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Sundays and Cybele is a 1962 film from France directed by Serge Bourguignon.

Pierre (Hardy Krüger) is a former French fighter pilot. He suffers from debilitating PTSD following an incident in the Indochina War where he saw a little Vietnamese girl in his sights as he was strafing a village. The experience left him an amnesiac who also suffers from headaches and vertigo, and in fact is barely able to function. Pierre's many problems haven't blunted the affections of his gorgeous girlfriend Madeline (Nicole Courcel) who was once his nurse in the hospital and seems dedicated to continuing to care for him from his apartment.

One day Pierre goes to the train station because, being unable to hold a job, that's the kind of thing he does. There he sees a father basically dragging his "almost" 12-year-old daughter off the train and to the local Catholic boarding school. It soon becomes apparent that the father is looking to get rid of the girl forever. When the gates of school shut and the father realizes he still has the girl's tiny briefcase, he simply leaves it out front.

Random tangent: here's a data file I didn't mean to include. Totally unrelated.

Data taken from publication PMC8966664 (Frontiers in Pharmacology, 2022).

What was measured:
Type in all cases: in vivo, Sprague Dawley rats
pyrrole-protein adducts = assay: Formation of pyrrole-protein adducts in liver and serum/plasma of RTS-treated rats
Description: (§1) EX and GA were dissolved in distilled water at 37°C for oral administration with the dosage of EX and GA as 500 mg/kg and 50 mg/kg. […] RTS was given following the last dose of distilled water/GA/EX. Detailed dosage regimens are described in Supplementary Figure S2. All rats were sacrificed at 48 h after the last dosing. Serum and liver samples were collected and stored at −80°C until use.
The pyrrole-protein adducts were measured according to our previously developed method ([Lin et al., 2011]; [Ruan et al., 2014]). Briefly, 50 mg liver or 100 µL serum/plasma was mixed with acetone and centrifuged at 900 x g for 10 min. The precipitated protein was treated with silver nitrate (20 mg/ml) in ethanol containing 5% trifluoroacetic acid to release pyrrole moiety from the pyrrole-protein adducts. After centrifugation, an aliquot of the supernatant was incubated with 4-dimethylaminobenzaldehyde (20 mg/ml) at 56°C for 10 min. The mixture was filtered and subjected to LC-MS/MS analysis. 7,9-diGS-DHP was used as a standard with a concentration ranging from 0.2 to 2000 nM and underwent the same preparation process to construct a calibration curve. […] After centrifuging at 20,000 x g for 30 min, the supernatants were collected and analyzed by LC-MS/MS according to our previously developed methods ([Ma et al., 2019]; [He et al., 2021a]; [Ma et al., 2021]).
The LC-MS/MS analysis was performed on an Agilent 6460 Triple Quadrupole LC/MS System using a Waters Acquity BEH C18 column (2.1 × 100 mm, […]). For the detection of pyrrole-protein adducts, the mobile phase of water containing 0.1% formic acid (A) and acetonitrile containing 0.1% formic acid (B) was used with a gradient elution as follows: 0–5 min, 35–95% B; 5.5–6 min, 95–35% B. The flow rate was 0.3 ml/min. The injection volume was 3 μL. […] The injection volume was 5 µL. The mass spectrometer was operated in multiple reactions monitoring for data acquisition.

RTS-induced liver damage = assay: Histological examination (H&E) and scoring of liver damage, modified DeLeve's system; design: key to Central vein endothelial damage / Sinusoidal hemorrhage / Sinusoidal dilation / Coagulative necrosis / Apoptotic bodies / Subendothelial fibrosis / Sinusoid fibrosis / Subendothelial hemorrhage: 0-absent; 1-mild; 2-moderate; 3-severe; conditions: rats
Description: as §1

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Pierre, who trailed the father and daughter because he saw her crying, retrieves the briefcase. He uncovers a note confirming that the father is in fact abandoning the little girl. The next Sunday, which is family visiting day at the boarding school, he meets the girl to give her the briefcase. The girl, who says the nuns call her "Francoise" even though that isn't her real name (three guesses what her real name is) weeps in despair after reading the note, and begs Pierre to keep her.

Pierre doesn't keep her in the apartment, mainly because he's living with Madeline. Instead he starts seeing her every Sunday on visiting day, pretending to be her father. The grown man and the pre-pubescent girl form a deep bond—one that outsiders don't always understand.


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Tropes:

  • Adult Child: Pierre, supposedly, which is the In-Universe explanation for why their relationship isn't profoundly wrong. Francoise says "Deep down, you're like a lost child." Madeline, who eventually becomes supportive of the relationship, finds it "innocent". After seeing Pierre and Francoise together Madeline describes them as "two happy children."
  • Amusement Park: Pierre, Madeline, and Madeline's friends from the hospital go to one. It proves to be a bad idea, as the shell-shocked Pierre, who is already in a bad mood as this group date has caused him to miss his date with Francoise, freaks out, and slaps Madeline while they're playing bumper cars.